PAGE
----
WatchOS 6, meanwhile, will boast a fleet of fitness-related improvements. Activity Trends, for example, will allow for date-by-date comparisons in a user's activity level and a greater look at one's overall physical habits and how those habits fit into a larger health trend. A Noise app, helpfully, aims to help users avoid potentially hearing-damaging levels of loudness in the real world. A Cycle Tracking menstrual cycle feature will also be introduced. That feature will also be available for non-Watch devices.
Next, Cook took a dive into some iOS overhauls. After noting the 97 percent customer satisfaction level of the most recent iOS version, Cook took some indirect shots at "those other guys" with palpably lower rates.
iOS 13 marks a top-to-bottom effort aimed at speeding up all processes, including a boost in ID unlocks and overall performance. The new (and beautiful) Dark Mode, however, takes the cake among the iOS 13 highlights. A demonstration of Dark Mode, perhaps predictably, did indeed include a quick goth joke. Also, time-synced lyrics in Apple Music were shown off in the new dark-themed mode.
The Safari, Mail, and Notes apps will see their own share of updates. But the Reminders feature, as explained Monday, has been totally redesigned and will include in-message notifications among those tagged in a group reminder.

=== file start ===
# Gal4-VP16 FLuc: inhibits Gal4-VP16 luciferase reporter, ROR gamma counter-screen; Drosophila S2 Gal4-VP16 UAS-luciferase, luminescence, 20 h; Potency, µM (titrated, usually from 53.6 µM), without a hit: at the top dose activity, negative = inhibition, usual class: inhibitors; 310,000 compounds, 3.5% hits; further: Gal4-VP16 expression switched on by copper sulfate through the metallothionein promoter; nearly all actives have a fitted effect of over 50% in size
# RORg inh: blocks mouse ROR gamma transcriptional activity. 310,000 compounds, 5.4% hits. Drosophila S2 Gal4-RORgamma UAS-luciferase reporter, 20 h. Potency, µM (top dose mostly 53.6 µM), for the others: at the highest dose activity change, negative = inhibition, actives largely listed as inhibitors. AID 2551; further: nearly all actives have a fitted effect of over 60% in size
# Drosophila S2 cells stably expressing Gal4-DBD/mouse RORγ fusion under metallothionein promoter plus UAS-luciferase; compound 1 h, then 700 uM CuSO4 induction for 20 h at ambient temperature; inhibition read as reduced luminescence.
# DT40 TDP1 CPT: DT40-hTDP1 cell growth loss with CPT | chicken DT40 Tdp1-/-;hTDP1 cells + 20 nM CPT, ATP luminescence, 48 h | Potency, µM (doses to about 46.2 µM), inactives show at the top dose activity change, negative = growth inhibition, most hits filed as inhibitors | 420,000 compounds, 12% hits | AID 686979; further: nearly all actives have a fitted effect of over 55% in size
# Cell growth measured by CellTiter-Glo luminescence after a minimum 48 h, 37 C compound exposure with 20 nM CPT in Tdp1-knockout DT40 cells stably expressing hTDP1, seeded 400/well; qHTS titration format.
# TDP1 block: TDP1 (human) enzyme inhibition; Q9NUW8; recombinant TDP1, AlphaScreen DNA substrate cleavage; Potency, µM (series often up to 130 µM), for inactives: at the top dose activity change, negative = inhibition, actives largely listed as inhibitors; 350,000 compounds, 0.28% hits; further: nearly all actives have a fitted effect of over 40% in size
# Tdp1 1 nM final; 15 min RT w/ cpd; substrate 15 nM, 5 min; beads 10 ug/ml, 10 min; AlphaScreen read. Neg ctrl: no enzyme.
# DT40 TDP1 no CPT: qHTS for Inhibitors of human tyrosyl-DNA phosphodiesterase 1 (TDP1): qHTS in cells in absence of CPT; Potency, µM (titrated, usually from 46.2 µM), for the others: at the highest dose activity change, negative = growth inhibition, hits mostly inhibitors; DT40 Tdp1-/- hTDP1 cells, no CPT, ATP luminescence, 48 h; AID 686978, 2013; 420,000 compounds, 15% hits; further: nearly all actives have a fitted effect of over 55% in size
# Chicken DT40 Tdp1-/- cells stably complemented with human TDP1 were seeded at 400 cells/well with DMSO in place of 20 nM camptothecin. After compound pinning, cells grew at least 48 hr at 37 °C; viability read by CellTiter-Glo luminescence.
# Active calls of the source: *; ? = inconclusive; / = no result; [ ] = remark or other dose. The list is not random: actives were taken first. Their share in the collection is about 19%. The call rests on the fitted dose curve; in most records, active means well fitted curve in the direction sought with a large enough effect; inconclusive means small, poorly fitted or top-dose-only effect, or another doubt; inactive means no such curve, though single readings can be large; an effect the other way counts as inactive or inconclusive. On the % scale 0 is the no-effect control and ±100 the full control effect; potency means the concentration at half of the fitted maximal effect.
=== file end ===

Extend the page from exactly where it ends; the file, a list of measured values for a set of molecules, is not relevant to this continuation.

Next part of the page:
The Maps app will notably see its own overhaul, set to launch across the U.S. later this year with greater detail and more pinpointed location accuracy, as well as a fresh Favorites feature.
After some word on the new HomeKit-assisted routers and the Sign In With Apple feature, iOS 13's Messages updates were unveiled. The new Memoji Stickers feature gives you a packet of themed emoji for use across multiple apps and A9 (or later) devices.
The already stacked Camera modes, of course, will also see some boosts (and the addition of a new mode). Editing has also been improved, with tap-and-drag functionality easing the process. For video editing, you can now easily flip a clip and add an array of fresh filters. For those annoyed by the general clutter of their camera roll, Apple has improved its machine learning benefits to hide duplicates and better categorize within the Photos app.